For almost a year I planned to attend the Total Eclipse of the sun in Nebraska where I have family. My first mistake was booking our tickets for the wrong dates. I expected the airline to take a bite of my bank account to change the tickets, but due to a glitch in their computer system, they had no record of my purchase, even though I had a confirmation number and my credit card had been charged. Hmmm.
After I received a credit on my charge card, I re-booked our flight. The Sicilian and I were ready. Him, not so much since Spot the Wonder dog had to be boarded for 10 days.
Meanwhile my son, an amateur astronomer, was spending hours and hundreds of dollars to make his telescope set up portable. Not a small feat as you can see, but he was ready long before August 21.
My girl friend and I, who love to have theme parities, were planning the Great Eclipse Party. Our selected spot for the venue was a family farm 35 miles south of Lincoln, NE. Between us we had created unique party favors, made eclipse sandwiches and cookies, bought champagne, Sun Chips and Moon Pies. We were ready.
Two days before the event, every weather forecast from South Africa to Nova Scotia said eastern Nebraska would be covered in clouds. I lived in Nebraska for years. Clouds in August are as common as tornadoes at the north pole, and yet were forecast.
My son located a second private spot for our party 100 miles west of Lincoln where better viewing might be possible. We waited until 7 a.m. on Aug 21 to decide where to set up for the big event. The weather reports indicated clouds in both locations, so we opted for the 35 mile drive.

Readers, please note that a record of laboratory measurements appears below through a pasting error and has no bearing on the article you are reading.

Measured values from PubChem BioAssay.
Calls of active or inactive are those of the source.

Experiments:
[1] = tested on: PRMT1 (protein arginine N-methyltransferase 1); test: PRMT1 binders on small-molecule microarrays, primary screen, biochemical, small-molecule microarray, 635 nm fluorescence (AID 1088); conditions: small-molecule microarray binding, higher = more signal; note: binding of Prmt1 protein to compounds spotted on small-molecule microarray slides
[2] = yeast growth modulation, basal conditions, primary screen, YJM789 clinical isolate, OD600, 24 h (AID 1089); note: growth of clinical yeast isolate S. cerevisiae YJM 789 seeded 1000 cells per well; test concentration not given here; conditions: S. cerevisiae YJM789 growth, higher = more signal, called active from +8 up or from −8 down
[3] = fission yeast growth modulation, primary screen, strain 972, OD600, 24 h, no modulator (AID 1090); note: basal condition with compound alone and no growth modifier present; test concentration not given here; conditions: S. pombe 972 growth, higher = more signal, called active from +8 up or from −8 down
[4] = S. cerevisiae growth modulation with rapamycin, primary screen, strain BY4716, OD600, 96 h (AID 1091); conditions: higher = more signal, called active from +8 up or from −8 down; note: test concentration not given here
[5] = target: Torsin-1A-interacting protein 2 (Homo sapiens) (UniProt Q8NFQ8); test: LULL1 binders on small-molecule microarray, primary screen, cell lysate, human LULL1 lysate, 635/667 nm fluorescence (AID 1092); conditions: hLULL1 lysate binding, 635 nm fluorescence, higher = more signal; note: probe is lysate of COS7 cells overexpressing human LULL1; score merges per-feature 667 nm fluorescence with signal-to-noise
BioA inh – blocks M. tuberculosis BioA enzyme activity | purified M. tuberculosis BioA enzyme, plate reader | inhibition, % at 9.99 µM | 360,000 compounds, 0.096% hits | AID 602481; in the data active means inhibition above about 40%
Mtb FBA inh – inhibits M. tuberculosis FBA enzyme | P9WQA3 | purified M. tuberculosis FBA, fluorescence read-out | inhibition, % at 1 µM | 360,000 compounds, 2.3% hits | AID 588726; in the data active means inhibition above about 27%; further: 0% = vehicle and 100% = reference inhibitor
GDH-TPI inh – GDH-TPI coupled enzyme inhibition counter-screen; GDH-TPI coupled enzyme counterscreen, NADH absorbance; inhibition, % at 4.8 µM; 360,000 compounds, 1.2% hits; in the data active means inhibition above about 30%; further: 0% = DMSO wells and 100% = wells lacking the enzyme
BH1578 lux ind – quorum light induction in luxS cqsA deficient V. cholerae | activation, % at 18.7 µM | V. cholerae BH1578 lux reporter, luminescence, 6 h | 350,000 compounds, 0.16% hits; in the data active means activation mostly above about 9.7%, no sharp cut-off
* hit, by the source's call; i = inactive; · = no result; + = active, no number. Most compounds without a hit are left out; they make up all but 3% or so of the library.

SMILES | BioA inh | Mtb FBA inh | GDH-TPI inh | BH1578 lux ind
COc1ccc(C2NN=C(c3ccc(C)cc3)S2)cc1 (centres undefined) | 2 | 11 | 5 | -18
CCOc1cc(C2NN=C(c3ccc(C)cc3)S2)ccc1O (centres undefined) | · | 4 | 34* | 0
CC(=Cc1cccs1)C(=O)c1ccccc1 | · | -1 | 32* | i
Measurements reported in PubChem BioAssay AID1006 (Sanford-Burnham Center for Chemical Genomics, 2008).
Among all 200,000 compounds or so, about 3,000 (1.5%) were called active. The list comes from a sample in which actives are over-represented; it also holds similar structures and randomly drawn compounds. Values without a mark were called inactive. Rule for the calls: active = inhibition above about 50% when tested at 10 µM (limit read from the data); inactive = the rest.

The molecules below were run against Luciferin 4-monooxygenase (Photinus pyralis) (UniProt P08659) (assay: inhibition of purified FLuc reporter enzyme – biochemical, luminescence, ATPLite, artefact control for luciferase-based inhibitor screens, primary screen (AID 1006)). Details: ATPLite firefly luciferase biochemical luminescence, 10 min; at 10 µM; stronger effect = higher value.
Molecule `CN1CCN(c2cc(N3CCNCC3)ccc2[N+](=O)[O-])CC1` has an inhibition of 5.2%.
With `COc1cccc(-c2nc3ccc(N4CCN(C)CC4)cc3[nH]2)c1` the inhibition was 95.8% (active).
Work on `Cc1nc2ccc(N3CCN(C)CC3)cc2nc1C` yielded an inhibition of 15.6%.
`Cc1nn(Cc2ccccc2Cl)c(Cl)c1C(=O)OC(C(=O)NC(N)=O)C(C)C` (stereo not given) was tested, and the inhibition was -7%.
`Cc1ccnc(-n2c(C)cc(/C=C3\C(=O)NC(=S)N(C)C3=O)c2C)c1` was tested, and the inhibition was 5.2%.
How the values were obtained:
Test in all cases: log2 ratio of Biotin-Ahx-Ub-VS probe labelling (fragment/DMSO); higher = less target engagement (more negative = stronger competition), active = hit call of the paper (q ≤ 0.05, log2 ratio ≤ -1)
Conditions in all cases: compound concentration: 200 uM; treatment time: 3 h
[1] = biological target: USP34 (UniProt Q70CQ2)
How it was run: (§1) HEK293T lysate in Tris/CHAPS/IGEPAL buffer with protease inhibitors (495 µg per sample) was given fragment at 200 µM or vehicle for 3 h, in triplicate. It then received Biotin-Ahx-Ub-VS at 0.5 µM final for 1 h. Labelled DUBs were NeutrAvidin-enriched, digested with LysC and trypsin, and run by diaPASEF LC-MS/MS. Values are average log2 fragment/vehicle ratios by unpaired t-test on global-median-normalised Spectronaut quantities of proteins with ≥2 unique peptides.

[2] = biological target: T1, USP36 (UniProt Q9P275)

My son had brought guns to shoot in this remote location to pass the time. And the Sicilian found ditch weed while we waited for the event to start.
At 11, the clouds parted. Cheers and solar glasses were donned. Champagne was poured. The Sicilian broke into a spontaneous dance. My son took an excellent picture of the moon starting to cover the sun, and then the damn weatherman was right. Clouds
Twenty minutes before totality, 8 of us zoomed off in different directions hoping to get a glimpse of totality. Nada, zip, zilch, zero. We stopped along a country road at 1:02 p.m. Darkness, crickets, but no view of the sun. Less than ½ mile away we heard a huge crowd in a park away gasp as they saw totality.
My disappointment was huge and compounded by the fact that people at the viewing site 100 miles west of us had a great view. For once I should have believed those lousy weathermen. Bummed, totally.